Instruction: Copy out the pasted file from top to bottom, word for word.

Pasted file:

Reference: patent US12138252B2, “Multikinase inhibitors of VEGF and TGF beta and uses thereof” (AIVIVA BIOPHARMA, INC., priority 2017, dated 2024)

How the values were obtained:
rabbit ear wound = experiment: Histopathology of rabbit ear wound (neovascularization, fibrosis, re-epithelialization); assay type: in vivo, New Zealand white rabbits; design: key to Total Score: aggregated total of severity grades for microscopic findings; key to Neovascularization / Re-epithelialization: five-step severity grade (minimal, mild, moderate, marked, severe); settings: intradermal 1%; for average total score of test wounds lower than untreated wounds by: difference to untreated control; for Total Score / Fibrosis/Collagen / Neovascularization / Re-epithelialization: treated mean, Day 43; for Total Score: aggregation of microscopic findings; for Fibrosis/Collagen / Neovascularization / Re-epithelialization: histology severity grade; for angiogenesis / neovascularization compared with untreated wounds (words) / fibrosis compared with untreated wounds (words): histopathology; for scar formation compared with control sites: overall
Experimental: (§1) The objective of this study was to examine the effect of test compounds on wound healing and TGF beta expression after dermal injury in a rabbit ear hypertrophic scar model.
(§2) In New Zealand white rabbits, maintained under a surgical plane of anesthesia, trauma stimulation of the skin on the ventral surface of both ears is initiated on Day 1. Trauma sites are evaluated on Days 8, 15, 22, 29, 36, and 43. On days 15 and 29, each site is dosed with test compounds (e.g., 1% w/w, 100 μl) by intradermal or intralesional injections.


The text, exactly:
Reference: patent US12138252B2, “Multikinase inhibitors of VEGF and TGF beta and uses thereof” (AIVIVA BIOPHARMA, INC., priority 2017, dated 2024)

How the values were obtained:
rabbit ear wound = experiment: Histopathology of rabbit ear wound (neovascularization, fibrosis, re-epithelialization); assay type: in vivo, New Zealand white rabbits; design: key to Total Score: aggregated total of severity grades for microscopic findings; key to Neovascularization / Re-epithelialization: five-step severity grade (minimal, mild, moderate, marked, severe); settings: intradermal 1%; for average total score of test wounds lower than untreated wounds by: difference to untreated control; for Total Score / Fibrosis/Collagen / Neovascularization / Re-epithelialization: treated mean, Day 43; for Total Score: aggregation of microscopic findings; for Fibrosis/Collagen / Neovascularization / Re-epithelialization: histology severity grade; for angiogenesis / neovascularization compared with untreated wounds (words) / fibrosis compared with untreated wounds (words): histopathology; for scar formation compared with control sites: overall
Experimental: (§1) The objective of this study was to examine the effect of test compounds on wound healing and TGF beta expression after dermal injury in a rabbit ear hypertrophic scar model.
(§2) In New Zealand white rabbits, maintained under a surgical plane of anesthesia, trauma stimulation of the skin on the ventral surface of both ears is initiated on Day 1. Trauma sites are evaluated on Days 8, 15, 22, 29, 36, and 43. On days 15 and 29, each site is dosed with test compounds (e.g., 1% w/w, 100 μl) by intradermal or intralesional injections.